TOKYO, Jan 12 (Reuters) - Japanese stocks fell on Tuesday, weighed down by plunging crude oil prices that continue to damage risk appetite.
The Nikkei share average slipped 2.7 percent to 17,218.96, extending earlier losses for its lowest closing since almost a year ago, when the benchmark index closed at 16,864.16 on January 16, 2015.
The Mother Market Index tracking high-growth and emerging stocks tumbled 6 percent.
"Mothers is very heavily retail, which means a lot of domestics are pushing the button," said Gavin Parry, managing director of Parry International Trading.
Traders said investors were unnerved by a Bloomberg report on Prime Minister Shinzo Abe's comments on taxes in parliament.
"The market also seems to have been spooked by Abe's comments about raising taxes so long as there isn't a Lehman type event. It's nothing he hasn't said before, but to hear talk like that when the market is in this fragile state isn't good for sentiment."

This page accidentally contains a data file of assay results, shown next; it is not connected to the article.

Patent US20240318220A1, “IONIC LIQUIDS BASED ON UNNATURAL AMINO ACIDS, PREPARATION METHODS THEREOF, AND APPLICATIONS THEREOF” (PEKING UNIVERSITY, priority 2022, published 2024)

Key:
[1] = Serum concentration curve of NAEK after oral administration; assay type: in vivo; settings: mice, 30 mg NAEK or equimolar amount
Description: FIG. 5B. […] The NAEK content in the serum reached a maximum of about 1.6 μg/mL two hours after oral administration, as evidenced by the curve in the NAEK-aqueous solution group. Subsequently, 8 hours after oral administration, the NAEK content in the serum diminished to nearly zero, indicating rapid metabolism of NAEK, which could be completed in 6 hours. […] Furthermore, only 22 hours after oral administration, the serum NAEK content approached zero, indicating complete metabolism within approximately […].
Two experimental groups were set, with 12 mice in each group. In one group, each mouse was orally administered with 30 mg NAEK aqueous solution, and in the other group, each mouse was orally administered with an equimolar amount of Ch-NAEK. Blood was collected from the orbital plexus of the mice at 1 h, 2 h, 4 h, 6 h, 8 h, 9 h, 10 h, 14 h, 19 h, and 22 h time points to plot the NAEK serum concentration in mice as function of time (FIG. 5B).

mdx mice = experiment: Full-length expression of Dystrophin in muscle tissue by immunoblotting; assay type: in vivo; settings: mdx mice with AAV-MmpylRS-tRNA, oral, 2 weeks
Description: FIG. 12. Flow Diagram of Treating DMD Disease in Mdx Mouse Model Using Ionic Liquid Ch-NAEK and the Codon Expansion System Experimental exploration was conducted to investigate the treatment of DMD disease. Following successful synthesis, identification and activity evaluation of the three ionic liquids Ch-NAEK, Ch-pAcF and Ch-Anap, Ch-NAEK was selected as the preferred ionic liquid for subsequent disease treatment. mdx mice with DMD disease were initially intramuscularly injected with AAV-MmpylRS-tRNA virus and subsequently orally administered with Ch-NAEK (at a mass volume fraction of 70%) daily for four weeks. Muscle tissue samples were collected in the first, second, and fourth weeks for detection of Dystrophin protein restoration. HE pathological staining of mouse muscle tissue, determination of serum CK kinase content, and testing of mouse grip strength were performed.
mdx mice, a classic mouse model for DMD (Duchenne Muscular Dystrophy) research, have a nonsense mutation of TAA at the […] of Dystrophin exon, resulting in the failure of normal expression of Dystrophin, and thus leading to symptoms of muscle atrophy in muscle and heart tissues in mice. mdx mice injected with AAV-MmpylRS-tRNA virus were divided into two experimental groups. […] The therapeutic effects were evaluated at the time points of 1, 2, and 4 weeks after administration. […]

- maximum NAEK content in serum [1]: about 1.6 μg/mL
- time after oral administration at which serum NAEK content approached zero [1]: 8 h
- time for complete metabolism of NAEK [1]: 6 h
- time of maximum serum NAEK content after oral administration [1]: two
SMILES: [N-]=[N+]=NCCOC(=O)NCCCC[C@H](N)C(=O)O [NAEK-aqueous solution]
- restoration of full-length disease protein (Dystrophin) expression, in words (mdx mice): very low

Abe has made similar remarks befor, but traders said these comments took on a more worrying tone in light of the recent selloff.
The broader Topix shed 3.1 percent to end the session at 1,401.95 with each of its 33 subindexes in negative territory.
The JPX-Nikkei Index 400 fell 3.1 percent to 12,624.58. (Reporting by Joshua Hunt; Editing by Simon Cameron-Moore)